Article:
Effective Monday, November 29, 2010, CME, CBOT and NYMEX will adopt revisions to the rules in each exchange’s Chapter 4 (“Enforcement of Rules”) and other related rules. The changes are the result of a comprehensive review of the disciplinary process rules and are being adopted to reflect best practices and to continue to promote market integrity through an effective and rigorous self-regulatory enforcement program. A description of the significant changes is set forth below.
The electronic version of this Special Executive Report posted on the CME Group Web site contains the text of the rule changes, with additions underscored and deletions overstruck. This version may be accessed on the Special Executive Report page on the Web site at the following address http://www.cmegroup.com/rulebook/rulechanges.html.
Position Limit Violations
Former Rule 443 (“Position Limit Violations”) has been revised and relocated in Chapter 5 as Rule 562 (“Position Limit Violations”) in order to keep in proximity with other position-related rules. Rule 562 eliminates the automatic fining schedule currently set forth in Rule 443. As a result, position limit violations will be handled pursuant to the normal disciplinary process applicable to other regulatory rules for which pre-determined sanctions do not exist and may result in the issuance of charges and disposition by a Panel of the Business Conduct Committee.
Business Conduct Committee (“BCC”) and Probable Cause Committee (“PCC”)
Rules 402 (“Business Conduct Committee”) and 406 (“Probable Cause Committee”) have been revised to decrease the Panel size of each committee from seven to five individuals. Panels of each committee will be comprised of a Hearing Panel Chair, two non-members and two members or representatives of member firms, at least one of whom must be from the contract market where the case originated.
Rule 402 has been further amended to provide a Panel of the BCC the authority to expel an individual from membership in any exchange owned or controlled by CME Group. Additionally, a provision has been added to provide the Panel the authority in a supported offer of settlement to order any sanction or undertaking to address or deter the underlying violative conduct that is not specifically enumerated in the list of available sanctions provided that such sanction or undertaking is agreed to by the party and the Market Regulation Department.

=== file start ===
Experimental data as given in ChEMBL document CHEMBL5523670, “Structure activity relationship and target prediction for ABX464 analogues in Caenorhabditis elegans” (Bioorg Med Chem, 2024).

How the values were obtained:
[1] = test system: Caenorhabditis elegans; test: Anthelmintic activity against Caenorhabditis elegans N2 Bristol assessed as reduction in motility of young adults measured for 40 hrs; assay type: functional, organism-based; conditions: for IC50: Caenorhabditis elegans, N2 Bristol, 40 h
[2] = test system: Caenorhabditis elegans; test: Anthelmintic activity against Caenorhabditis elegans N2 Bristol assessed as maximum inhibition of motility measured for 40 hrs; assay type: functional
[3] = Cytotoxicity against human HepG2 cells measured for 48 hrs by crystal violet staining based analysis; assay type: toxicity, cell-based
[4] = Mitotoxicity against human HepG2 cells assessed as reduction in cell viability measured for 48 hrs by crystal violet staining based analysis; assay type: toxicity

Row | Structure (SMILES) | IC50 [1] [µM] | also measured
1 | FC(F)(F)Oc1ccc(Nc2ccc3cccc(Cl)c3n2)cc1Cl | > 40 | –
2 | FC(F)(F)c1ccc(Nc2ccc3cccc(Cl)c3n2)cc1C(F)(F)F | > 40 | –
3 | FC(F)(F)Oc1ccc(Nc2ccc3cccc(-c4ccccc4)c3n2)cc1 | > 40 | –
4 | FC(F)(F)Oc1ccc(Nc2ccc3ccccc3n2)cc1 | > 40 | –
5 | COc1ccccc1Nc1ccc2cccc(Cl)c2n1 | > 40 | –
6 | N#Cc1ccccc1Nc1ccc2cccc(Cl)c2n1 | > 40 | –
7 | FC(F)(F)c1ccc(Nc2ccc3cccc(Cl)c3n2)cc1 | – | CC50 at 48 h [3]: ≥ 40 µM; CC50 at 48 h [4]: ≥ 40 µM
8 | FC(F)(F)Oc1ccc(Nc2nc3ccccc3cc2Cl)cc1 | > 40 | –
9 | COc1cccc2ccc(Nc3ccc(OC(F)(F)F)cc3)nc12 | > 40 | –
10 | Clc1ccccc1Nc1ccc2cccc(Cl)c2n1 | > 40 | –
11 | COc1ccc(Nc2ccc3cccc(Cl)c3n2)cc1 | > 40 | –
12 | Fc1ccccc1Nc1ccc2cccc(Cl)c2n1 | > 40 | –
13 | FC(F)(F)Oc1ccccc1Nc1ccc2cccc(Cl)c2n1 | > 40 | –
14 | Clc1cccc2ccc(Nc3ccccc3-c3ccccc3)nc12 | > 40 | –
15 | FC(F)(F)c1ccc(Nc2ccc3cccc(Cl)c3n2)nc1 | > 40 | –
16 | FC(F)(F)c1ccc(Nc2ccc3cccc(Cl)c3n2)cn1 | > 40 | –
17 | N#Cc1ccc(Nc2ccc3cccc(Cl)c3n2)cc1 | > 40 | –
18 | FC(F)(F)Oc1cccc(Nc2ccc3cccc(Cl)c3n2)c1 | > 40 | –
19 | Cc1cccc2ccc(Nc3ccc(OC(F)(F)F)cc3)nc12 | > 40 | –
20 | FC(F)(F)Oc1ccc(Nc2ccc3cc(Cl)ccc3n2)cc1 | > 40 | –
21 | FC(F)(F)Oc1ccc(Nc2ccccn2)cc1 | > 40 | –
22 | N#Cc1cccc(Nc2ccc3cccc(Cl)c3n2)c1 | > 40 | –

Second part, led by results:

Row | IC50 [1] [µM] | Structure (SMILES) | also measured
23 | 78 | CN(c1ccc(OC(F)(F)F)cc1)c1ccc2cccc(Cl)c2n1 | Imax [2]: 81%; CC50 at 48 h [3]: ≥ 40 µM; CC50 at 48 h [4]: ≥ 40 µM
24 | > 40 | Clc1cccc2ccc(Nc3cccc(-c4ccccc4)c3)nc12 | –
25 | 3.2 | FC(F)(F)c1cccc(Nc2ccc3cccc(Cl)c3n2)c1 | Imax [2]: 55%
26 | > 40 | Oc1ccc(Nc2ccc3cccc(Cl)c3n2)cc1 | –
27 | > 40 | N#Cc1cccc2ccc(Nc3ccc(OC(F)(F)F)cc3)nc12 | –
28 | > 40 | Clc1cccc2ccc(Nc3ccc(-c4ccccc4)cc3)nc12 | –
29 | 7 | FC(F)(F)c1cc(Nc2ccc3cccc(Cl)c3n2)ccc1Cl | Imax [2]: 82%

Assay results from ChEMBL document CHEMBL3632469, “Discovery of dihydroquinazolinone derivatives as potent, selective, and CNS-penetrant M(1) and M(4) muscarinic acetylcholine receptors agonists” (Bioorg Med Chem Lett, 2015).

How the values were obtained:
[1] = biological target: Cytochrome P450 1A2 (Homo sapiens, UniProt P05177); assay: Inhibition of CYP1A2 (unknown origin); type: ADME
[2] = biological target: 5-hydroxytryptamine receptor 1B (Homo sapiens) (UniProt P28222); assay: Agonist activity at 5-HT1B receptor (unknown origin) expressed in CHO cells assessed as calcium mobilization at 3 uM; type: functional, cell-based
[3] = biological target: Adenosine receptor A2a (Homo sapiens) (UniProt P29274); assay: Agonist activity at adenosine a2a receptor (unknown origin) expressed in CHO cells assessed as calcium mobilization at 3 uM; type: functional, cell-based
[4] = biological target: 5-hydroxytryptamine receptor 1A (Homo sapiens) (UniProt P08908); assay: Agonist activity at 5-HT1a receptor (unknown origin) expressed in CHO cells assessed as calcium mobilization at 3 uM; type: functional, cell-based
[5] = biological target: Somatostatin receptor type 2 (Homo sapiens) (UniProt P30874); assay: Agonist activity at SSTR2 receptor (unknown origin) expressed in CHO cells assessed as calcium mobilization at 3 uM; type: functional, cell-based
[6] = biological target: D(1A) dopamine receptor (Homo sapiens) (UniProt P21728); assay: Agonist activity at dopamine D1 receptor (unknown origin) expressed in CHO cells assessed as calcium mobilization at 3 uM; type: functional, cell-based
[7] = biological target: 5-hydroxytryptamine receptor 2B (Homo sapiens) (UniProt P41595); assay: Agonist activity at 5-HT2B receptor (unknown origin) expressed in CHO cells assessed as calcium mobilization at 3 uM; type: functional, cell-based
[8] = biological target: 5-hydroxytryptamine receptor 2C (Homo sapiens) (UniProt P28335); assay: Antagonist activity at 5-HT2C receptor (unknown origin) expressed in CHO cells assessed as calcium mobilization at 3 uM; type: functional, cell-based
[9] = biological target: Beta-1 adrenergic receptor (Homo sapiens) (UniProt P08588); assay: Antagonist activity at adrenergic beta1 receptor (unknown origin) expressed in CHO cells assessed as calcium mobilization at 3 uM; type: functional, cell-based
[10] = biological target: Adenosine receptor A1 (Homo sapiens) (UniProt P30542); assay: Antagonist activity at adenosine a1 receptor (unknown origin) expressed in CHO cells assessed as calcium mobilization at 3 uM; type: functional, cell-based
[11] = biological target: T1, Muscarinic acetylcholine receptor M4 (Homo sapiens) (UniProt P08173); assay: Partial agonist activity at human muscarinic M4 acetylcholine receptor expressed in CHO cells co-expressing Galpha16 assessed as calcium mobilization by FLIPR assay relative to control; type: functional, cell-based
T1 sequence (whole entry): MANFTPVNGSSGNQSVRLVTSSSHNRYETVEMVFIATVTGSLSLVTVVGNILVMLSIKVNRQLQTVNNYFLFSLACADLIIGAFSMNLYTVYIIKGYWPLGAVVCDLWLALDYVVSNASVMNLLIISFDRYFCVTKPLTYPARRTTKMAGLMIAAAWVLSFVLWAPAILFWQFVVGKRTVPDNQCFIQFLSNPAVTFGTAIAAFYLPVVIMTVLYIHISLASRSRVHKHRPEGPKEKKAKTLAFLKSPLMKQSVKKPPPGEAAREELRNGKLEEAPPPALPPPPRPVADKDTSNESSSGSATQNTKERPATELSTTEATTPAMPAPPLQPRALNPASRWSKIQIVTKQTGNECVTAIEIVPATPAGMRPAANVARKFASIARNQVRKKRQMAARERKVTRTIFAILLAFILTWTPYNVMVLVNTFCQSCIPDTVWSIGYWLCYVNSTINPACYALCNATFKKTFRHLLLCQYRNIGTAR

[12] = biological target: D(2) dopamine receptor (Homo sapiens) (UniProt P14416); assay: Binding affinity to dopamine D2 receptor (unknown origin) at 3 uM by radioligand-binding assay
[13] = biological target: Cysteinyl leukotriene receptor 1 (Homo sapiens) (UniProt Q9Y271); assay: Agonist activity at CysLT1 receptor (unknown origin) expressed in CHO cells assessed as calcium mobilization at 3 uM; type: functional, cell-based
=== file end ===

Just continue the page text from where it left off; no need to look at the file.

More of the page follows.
A provision has been added to Rule 406 to clarify that a Panel of the PCC may direct the Market Regulation Department to conduct further investigation into a matter after its review of an investigation report. Additionally, a provision has been added to require a Panel of the PCC to explain its reasons for any refusal to issue any charge requested by the Market Regulation Department.
Conduct of Hearings
A number of revisions have been made to Rule 408 (“Conduct of Hearings”). The significant changes include the following:
Summary Access Denial Actions
Two new provisions have been added to Rule 413 (“Summary Access Denial Actions”). The first permits a non-member who has been summarily denied access by the Chief Regulatory Officer to request a hearing on the action provided that the non-member submits to the direct jurisdiction of the exchange with respect to the access denial and any future or pending actions that may result from the conduct giving rise to the access denial.
The second provision allows a party who has been summarily denied access by the Chief Regulatory Officer to consent to an extension of such denial after the two 60 day duration windows set forth in the Rule have expired. In the absence of such voluntary agreement, a provision has been added to clarify that the Market Regulation Department may petition a Panel of the BCC to take an emergency action pursuant to Rule 402 to allow the access denial to remain in effect.
Summary Proceedings Before the Floor Conduct Committee
Rule 409 (“Summary Proceedings Before the Floor Conduct Committee”) has been amended to increase the minimum amount of a summary fine eligible to be appealed from $1,000 to $5,000.
A provision has been added to Rule 432 (“General Offenses”) clarifying that it is an offense for market participants to prearrange the execution of transactions for the purpose of transferring equity between accounts. The prearrangement of trades for the purpose of passing money from one account to another account violates the requirement that trades in exchange products be made in good faith for the purpose of executing bona fide transactions.
Failure to Pay an Arbitration Award
The language in Rule 618 (“Satisfaction of Award”) describing the limitation of privileges that result from a failure to pay an arbitration award has been harmonized to the greatest extent possible with the limitation of privileges that result from summary access denials.
Language formerly residing in CME and CBOT Rule 404 (“Pit Committee”) and NYMEX and COMEX Rule 405 (“Floor Conduct Committee”) concerning the Exchange’s right, title and interest in and to settlement prices has been relocated to Rule 813 (“Settlement Price”).
If you have any questions concerning these revisions, please contact one of the following individuals in the Market Regulation Department:
Joe Adamczyk, Director, Global Head of Enforcement, at 312.435.3581
Ronney Rosenberg, Associate Director, Enforcement Counsel, at 212.299.2853
Andrew Vrabel, Associate Director, Enforcement Counsel, at 312.341.3249
For media inquiries concerning this Special Executive Report, please contact CME Group Corporate Communications at 312.930.3434 or email@example.com.